A SkyCity worker says she does not feel safe returning to work after Auckland's toxic blaze, despite her bosses giving the "all clear".
Tina Barnett, a table games area supervisor at SkyCity Casino, was one of about 1000 workers who walked off the job last night because of safety concerns after the New Zealand International Convention Centre fire.
She said some of the workers had contacted her saying they'd felt dizzy and she had heard of others who had passed out and were complaining of a burning feeling in their throat after returning to work on Thursday.
"Our safety should be number one priority and I don't feel convinced it is. I really don't want to go in and take that risk," Barnett said.
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Union members had asked their SkyCity bosses to see the report from health officials, who authorised it was safe for business to resume.
Unite senior organiser Joe Carolan said it was "absolutely shocking" SkyCity was encouraging workers to come back to work when its corporate team wasn't going back until Tuesday, and other companies in the area weren't letting anyone back until later this week.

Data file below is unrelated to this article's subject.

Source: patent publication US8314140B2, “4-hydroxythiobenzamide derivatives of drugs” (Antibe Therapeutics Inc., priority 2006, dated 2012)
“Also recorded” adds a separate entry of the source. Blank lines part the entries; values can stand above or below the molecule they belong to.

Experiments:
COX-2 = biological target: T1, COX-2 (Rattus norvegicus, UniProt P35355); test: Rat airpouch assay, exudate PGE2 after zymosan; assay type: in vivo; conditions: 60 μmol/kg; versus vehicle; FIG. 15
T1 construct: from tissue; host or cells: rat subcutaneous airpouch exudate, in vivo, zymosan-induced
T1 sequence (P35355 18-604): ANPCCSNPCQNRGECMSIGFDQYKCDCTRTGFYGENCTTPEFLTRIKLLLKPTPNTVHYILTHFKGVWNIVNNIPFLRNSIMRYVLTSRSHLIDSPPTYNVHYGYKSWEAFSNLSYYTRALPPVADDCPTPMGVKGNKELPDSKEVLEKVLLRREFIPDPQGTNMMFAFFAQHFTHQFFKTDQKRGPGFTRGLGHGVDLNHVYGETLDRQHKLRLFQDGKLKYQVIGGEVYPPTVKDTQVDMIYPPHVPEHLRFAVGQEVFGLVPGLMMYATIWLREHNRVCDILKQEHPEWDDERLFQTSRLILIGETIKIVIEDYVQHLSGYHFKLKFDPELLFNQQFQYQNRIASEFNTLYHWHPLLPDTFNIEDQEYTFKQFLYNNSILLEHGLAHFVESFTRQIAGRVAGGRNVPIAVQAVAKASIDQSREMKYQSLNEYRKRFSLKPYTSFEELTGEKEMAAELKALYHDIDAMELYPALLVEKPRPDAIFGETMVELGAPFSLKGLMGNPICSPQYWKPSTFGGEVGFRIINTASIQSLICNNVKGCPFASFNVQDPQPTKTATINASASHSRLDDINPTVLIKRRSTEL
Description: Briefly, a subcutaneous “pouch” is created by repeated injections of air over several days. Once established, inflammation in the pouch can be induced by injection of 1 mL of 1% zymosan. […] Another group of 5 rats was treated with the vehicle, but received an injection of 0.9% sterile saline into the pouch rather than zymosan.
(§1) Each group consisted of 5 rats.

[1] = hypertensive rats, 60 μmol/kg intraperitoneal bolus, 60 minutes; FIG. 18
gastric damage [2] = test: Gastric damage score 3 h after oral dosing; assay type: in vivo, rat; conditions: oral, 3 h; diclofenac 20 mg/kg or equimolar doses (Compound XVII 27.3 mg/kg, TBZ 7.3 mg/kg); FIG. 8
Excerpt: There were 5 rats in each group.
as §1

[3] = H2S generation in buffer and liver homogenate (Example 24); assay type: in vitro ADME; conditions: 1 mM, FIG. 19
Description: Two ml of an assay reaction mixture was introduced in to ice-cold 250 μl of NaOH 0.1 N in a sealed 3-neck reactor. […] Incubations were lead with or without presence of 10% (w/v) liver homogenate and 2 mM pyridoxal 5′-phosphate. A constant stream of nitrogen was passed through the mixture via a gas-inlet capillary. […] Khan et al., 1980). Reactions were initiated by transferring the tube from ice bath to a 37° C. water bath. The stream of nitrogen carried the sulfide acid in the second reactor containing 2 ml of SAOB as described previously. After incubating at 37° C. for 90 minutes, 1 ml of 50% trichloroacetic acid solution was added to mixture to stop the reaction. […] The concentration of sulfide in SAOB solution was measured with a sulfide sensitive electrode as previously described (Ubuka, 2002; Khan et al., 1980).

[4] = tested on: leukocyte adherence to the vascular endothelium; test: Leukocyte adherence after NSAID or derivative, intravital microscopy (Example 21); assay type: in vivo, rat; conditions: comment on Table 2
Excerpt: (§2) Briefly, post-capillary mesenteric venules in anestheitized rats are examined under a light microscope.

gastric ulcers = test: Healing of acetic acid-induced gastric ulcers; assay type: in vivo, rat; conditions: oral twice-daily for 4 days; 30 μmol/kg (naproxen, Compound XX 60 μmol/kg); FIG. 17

Barnett, who suffers from hay fever and respiratory problems, said she had not seen anything in writing and felt uncomfortable relying on word of mouth.
"We need a detailed explanation about what was in the fumes and the steps taken to test the safety of it."
She said the long-term effects of the toxicity were as much of a concern, if not more, as the immediate dangers.
"Back in the day, my father worked in fumes of asbestos. Years later, his lungs are collapsing. My concern is not understanding what is in the air we are breathing.
"I think the intelligence of the workers is being insulted."
Though Barnett had not come back to work since the fire broke out on Tuesday, she had been into SkyCity to help a friend move her car on Thursday.
"You could smell the toxicity in the air. I don't understand how it is safe.
"I was due in last night but after 99 per cent of us voted in favour of the strike action I stayed home."
Barnett was due back into work tonight but was undecided if she would go.
"That would depend on what action we get from our bosses."
Yesterday, a SkyCity spokesperson said: "We have completed a really thorough health and safety check. We have followed out a number of very thorough checks.
"We've had an independent third party come in, a hygienist, and signed it all off and authorised it. We've worked with WorkSafe.
"Of course they have a right to strike but we are 100 per cent confident that our business is safe and welcome for customers to come in."
The spokesperson said emergency officials had confirmed on Thursday the fire was under control and it was safe for business to resume.
"Air quality has been rigorously monitored over the past three days, consistently meeting all regulatory standards, at no stage showing any level of threat."
The Herald has approached WorkSafe for comment.